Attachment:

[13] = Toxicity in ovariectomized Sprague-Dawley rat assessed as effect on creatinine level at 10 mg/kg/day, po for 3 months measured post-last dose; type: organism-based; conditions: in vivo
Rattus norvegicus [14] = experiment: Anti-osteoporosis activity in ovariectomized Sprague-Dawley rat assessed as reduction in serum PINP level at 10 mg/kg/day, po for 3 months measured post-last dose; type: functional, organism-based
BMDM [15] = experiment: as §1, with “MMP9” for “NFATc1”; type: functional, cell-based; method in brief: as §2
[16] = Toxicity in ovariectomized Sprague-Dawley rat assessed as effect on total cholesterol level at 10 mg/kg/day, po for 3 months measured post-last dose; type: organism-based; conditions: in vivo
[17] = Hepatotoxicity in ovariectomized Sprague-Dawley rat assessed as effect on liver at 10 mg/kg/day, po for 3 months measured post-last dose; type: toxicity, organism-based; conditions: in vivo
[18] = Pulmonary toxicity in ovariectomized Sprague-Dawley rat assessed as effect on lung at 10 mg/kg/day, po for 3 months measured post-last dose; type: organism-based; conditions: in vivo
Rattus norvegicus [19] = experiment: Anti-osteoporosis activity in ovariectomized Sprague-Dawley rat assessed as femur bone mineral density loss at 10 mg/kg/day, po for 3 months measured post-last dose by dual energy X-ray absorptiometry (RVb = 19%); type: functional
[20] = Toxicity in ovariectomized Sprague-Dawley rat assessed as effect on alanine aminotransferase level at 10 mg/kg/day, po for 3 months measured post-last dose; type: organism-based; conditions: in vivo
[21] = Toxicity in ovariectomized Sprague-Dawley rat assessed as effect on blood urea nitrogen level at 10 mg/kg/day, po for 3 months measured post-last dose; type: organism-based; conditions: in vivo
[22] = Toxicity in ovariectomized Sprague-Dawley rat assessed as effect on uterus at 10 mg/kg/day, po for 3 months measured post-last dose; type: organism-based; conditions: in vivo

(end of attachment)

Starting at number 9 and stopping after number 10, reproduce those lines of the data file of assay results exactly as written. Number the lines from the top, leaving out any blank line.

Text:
[21] = Toxicity in ovariectomized Sprague-Dawley rat assessed as effect on blood urea nitrogen level at 10 mg/kg/day, po for 3 months measured post-last dose; type: organism-based; conditions: in vivo
[22] = Toxicity in ovariectomized Sprague-Dawley rat assessed as effect on uterus at 10 mg/kg/day, po for 3 months measured post-last dose; type: organism-based; conditions: in vivo